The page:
Anyway, after the beach, he pretty much stayed in the same spot behind me as we both slowly turned up the speed to the finish line.  I felt absolutely amazing throughout the run and really wished I would have pushed a little harder on the first half.  It probably would not have made a difference in my overall place (well, at least not in my male overall place…more on that in a minute) but it would have been an even bigger PR 10K time for me.  In the end, it was a 44:06 10K split (about a 7:06 pace) which is a PR for me (for a 10K in a triathlon…or outside of a triathlon since I have actually never run just a straight 10K road race).

Overall:

My overall time was 2:19:00.  My overall male placing was 5th.  My age group placing was 1st

However, even though my overall Male placing was 5th, my overall placing was 6th.  Yes, that means that I got “chicked” and only by 90 seconds…so I guess I have to defend myself on that one right?  Well, not really but I will provide the context of that…not because I am insecure or anything…no really, I’m not.  Does this sound desperate?

The context behind getting “chicked”:  As I mentioned at the beginning of this race report, we were allowed to divide ourselves into two “self-select” wave starts.  The instruction was for the faster racers to go in the first wave and the slower racers to go in the second wave.  When I finished and the preliminary results were posted, I was 5th overall with 4 males above me.  A few minutes later, I was all of a sudden sitting in 6th overall with one female above me.  Why?  Because she went in the second wave!  So when I was out on the beach assessing the competition, she was behind me physically but actually ahead of me in time.  Would I have run her down if she was in the same wave as me?  Not sure… but there was no chance when she went in the second wave.  I guess I have to give her the credit.  There was no way to force the faster racers into the first wave and she took advantage.  It could have gone either way for her though too…maybe she would have been even faster if she would have been in our wave and had someone chasing her.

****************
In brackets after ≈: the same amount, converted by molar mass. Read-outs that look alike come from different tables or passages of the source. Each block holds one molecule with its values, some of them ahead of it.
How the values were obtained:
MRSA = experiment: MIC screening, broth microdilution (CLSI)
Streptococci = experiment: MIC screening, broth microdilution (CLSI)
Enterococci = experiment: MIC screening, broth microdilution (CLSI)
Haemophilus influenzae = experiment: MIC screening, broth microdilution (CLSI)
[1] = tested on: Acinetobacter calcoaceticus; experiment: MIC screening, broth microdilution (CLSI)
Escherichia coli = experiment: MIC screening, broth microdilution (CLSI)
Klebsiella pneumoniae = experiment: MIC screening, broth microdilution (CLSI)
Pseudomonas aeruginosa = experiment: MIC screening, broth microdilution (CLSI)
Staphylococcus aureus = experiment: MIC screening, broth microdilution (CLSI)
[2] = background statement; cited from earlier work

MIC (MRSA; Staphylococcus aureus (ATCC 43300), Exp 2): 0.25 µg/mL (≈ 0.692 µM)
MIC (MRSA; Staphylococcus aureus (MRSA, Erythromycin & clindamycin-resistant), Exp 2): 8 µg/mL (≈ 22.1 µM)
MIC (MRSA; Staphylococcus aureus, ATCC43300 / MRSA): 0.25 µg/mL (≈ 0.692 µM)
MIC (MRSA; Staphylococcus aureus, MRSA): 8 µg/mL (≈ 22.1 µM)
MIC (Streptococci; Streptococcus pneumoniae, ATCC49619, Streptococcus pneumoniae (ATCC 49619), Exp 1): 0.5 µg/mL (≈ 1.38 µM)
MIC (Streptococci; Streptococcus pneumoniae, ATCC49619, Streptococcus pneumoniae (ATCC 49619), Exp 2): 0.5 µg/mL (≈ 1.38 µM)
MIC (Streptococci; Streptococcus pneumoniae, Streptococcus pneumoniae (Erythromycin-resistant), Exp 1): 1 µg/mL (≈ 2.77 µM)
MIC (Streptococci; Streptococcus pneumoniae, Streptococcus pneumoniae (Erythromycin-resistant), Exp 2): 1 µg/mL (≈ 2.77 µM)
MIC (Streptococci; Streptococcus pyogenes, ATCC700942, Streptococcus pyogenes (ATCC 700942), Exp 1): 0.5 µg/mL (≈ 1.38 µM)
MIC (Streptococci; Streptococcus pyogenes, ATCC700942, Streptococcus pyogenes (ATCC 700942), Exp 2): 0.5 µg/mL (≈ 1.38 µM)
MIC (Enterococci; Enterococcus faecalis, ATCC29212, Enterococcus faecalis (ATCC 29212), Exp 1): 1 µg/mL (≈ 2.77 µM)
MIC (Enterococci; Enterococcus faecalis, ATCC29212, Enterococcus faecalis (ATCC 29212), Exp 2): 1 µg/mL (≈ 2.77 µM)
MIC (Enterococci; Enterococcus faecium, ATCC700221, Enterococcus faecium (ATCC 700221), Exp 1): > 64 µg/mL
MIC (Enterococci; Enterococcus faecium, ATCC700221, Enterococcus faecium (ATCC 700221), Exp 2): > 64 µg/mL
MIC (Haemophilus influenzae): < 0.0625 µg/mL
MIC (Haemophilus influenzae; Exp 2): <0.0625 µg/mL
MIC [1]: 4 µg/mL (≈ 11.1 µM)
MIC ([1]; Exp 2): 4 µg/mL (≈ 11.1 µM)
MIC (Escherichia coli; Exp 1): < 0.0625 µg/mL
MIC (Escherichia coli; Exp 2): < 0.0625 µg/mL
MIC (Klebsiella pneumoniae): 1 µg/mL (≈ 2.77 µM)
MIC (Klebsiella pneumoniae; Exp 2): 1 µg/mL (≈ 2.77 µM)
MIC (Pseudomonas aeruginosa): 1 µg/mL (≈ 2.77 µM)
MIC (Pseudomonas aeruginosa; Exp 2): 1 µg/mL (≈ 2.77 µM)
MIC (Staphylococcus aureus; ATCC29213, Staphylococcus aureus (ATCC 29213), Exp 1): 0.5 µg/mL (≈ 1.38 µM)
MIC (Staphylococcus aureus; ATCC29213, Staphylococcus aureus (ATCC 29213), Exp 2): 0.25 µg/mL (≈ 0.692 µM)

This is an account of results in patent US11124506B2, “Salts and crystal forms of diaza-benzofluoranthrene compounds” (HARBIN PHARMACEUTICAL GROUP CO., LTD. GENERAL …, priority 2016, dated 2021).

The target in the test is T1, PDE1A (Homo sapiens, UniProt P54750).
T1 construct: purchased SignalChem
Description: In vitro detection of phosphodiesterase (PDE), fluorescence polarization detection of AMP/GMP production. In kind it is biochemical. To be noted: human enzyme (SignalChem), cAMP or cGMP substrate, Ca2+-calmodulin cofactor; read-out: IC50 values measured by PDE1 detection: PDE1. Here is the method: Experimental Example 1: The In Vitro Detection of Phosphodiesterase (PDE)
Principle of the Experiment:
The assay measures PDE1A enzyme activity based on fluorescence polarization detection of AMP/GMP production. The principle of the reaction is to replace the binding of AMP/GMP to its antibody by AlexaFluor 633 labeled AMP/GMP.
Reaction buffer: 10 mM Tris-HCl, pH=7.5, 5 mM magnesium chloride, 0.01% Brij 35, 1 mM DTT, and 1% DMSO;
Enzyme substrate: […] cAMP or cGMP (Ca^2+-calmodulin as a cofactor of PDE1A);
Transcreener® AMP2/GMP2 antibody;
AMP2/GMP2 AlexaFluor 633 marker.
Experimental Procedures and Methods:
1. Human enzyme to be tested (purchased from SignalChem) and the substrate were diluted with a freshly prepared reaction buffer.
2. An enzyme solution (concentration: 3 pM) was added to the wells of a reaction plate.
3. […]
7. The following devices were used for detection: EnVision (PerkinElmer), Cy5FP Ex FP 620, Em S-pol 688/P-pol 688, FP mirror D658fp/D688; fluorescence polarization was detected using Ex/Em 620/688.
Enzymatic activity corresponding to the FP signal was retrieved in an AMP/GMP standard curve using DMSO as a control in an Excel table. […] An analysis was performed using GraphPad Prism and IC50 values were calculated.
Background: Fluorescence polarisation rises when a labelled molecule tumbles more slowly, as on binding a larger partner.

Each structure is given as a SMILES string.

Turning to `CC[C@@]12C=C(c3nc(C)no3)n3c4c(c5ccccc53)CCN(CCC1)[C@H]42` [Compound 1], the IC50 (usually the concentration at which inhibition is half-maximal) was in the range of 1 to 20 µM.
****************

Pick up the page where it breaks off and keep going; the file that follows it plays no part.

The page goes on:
Nutrition:

I saved my nutrition report for a special section instead of adding it into each part because I am pretty excited about how it went and wanted to talk specifically about what I am using.

About a month ago, I started using a new fuel called “Generation UCAN”.  This fuel is built on the concept of reducing the blood sugar spike/crash effect that comes from most high sugar fuel sources like gels and most sports nutrition products.  UCAN uses a “superstarch” as the fuel source and boasts a much more constant blood sugar and energy level throughout which allows the body to use more fat as fuel (because you don’t get the insulin response that shuts down fat utilization).  It is a very appealing concept for the endurance athlete (especially the long distance athlete) because you have nearly endless fat stores (no, I am not calling you fat…even if you are lean you have 60,000 calories of fat stores available for use as fuel) but can only handle a limited amount of calories per hour in your stomach when exercising.

Anyway, I started using the stuff on my longer rides and training runs and found that I could go on fewer calories with better energy.  However, the taste was beyond disgusting in my opinion (others seem to be fine with it so try it before you take my word).  I was almost ready to give up after my last long training ride before this race but I came up with a plan.  I contacted a coach and sports nutritionist (Bob Seebohar) that uses this stuff and asked if he thought it would mess anything up to add some Crystal Light to the mix to cover the starch taste.  He agreed that it should be fine and so I tried it in this race.  It worked great!  No bad taste!!!!

So, here is what I used for nutrition for this race:

4:30am:  Shakeology made with fat free milk (about 220 calories)

7:00am:  Chocolate Generation UCAN made with water (about 120 calories).  I choked this one down without adding anything to it to cover the taste.  The chocolate is not as bad as the lemonade one.

7:45am race start

8am-9am:  Lemonade Generation UCAN made with water, one packet of Berry Crystal Light, and one scoop of Base Performance salt (for electrolytes).  I drank this slowly through the bike ride.  This is about 120 calories as well.